Local downtowns experience a business renaissance

By Tristan Bennett
Delta Digital News Service

PARAGOULD – Downtowns in the Delta undergo a renaissance thanks to local businesses.

Paragould’s Main Street houses many local businesses. Photo by Tristan Bennett

The resurgence of boutique-style shopping led to a growth in the downtown areas of Jonesboro and Paragould. They became destinations for both local and national businesses that work together to attract customers to the area. Lindsey Wingo, Downtown Jonesboro Alliance executive director, assists downtown business owners by promoting them to the public.

She said, “Downtown is the heart of Jonesboro, in my opinion. Five years ago, the main thing was shopping malls and different things like that, and really you see downtown on the uphill trend of things.”

In both cities, local owners occupy almost all of the downtown buildings; Only one Dollar General sits on the outskirts of downtown Paragould. Gina Jarrett, Main Street Paragould executive director, said local businesses occupied downtown since its beginning.

“Downtown started when Paragould started, and there weren’t franchises then,” Jarrett said. “We’ve always been mom-and-pops.”

While many of downtown Paragould’s businesses continue to survive after decades and ownership changes, Jonesboro’s downtown just flourished in the past 10 years. Many of the businesses followed Gearhead Outfitters and other developers into the area.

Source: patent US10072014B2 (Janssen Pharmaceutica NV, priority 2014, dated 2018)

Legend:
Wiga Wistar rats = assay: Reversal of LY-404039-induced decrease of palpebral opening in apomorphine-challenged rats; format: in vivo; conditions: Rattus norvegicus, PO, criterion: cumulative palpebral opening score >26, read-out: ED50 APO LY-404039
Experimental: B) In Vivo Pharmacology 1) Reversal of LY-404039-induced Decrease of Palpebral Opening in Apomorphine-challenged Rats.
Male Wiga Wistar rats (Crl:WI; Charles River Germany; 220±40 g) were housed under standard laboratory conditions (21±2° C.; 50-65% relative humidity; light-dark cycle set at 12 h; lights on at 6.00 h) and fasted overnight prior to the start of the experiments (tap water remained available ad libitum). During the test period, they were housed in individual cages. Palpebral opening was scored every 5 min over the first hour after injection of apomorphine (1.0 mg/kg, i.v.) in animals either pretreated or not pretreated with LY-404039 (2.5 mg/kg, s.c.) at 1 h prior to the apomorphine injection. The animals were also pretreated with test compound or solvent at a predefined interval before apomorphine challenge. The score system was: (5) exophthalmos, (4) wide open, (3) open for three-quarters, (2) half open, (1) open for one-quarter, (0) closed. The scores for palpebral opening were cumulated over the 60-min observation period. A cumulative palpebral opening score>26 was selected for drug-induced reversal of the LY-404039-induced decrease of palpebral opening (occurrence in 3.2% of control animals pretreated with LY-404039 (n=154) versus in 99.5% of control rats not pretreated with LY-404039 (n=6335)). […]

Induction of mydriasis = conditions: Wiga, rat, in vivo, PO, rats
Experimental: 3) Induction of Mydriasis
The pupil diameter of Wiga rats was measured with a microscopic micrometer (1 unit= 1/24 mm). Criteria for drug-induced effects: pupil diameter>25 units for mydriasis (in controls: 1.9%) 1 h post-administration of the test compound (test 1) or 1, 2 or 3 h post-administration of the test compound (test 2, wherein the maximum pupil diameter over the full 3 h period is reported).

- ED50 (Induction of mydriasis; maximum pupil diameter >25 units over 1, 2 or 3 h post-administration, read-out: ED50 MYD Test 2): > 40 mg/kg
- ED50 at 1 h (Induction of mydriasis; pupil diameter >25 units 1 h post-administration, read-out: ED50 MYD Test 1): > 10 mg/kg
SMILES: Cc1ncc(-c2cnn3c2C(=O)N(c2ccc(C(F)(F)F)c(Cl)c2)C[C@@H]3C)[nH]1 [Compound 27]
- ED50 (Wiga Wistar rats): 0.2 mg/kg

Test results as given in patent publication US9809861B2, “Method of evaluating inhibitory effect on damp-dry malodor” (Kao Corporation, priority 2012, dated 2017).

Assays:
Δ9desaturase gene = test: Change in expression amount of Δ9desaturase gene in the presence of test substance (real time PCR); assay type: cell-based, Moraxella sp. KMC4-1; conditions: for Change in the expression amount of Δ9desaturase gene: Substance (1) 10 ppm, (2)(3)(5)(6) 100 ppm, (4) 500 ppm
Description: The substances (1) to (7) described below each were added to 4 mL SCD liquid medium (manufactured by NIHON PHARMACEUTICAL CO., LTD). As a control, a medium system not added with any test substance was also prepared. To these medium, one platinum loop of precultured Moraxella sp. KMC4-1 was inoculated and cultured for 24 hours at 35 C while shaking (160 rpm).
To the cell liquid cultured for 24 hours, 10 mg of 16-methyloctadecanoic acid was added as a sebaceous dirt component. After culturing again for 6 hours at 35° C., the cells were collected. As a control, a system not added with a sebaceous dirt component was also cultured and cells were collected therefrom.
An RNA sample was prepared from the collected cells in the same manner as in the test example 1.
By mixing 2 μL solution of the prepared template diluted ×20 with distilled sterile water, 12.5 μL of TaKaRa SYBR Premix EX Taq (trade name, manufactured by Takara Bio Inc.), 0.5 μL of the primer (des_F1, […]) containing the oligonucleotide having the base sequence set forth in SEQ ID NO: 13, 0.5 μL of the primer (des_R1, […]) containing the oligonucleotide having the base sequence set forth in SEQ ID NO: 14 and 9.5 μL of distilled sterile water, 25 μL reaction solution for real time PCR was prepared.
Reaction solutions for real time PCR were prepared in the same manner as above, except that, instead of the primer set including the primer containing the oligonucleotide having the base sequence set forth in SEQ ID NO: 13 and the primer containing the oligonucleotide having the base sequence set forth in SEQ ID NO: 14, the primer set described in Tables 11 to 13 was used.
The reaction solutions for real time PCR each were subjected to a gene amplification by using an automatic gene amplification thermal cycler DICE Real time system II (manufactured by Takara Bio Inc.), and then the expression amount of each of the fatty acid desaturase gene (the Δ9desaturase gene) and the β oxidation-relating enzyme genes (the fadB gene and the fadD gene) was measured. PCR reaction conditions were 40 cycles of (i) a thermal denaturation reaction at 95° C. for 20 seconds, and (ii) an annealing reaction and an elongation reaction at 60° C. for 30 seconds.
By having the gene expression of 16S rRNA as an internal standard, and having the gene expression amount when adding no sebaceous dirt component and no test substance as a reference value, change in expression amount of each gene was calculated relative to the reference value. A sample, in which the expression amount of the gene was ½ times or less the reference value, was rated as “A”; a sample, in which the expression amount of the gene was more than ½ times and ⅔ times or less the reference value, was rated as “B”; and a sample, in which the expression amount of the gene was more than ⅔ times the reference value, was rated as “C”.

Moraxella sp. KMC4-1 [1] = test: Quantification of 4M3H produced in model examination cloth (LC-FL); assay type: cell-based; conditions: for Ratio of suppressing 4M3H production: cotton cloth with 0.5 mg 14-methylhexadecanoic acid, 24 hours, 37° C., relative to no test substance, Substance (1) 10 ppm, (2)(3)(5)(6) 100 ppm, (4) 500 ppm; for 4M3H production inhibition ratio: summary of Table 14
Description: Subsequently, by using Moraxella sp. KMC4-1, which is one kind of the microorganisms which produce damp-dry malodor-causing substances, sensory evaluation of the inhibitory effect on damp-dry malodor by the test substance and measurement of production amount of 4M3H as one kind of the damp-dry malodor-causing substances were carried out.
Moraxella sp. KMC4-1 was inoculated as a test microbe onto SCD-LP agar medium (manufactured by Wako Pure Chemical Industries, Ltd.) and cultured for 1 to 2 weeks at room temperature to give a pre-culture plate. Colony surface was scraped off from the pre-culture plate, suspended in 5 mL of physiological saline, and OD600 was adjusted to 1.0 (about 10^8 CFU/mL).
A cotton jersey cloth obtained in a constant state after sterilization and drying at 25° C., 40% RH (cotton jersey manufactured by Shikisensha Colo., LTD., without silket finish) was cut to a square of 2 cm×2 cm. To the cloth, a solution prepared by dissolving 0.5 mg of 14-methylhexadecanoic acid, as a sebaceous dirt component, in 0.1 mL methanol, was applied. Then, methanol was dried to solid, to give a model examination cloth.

Jonesboro’s Main Street became a destination about 10 years ago. Photo by Tristan Bennett

From its humble beginnings in Jonesboro, Gearhead owner Ted Herget grew his company into a regional company quickly, and recently, the company bought Rock/Creek Outfitters and Uncle Dan’s Outdoor Store to further expand their reach to Chicagoland, Illinois.

Gearhead marketing director Whitney Eldridge said, “Downtown businesses and the boutique retail format have made a resurgence in recent years. The environment tends to be more personalized and close-knit. While we try to provide this environment whether in a mall setting or not, a downtown or neighborhood business tends to have a more pronounced presence in the community, which contributes to the neighborly and warmer feel that a mall store may not be able to provide.”

National businesses in downtown spaces can be helpful to small businesses. They possess the potential to draw more customers to the area, and hopefully, to the stores around them.

Wingo said, “All of the places that are down here, just like any other business started in a local community. It’s so important to not see people as competition always but also as help.”

Even with all the help chains bring, local downtown owners feel the effects of national business in their stores. Cynthia Allison Jones owns Addie’s Soul Food & Grill located in downtown Jonesboro. She said she sees chain restaurants negatively affecting her business

“I think they take business away from us,” Jones said. “It’s hard, but I’ve cut down on staff and hours of operation.”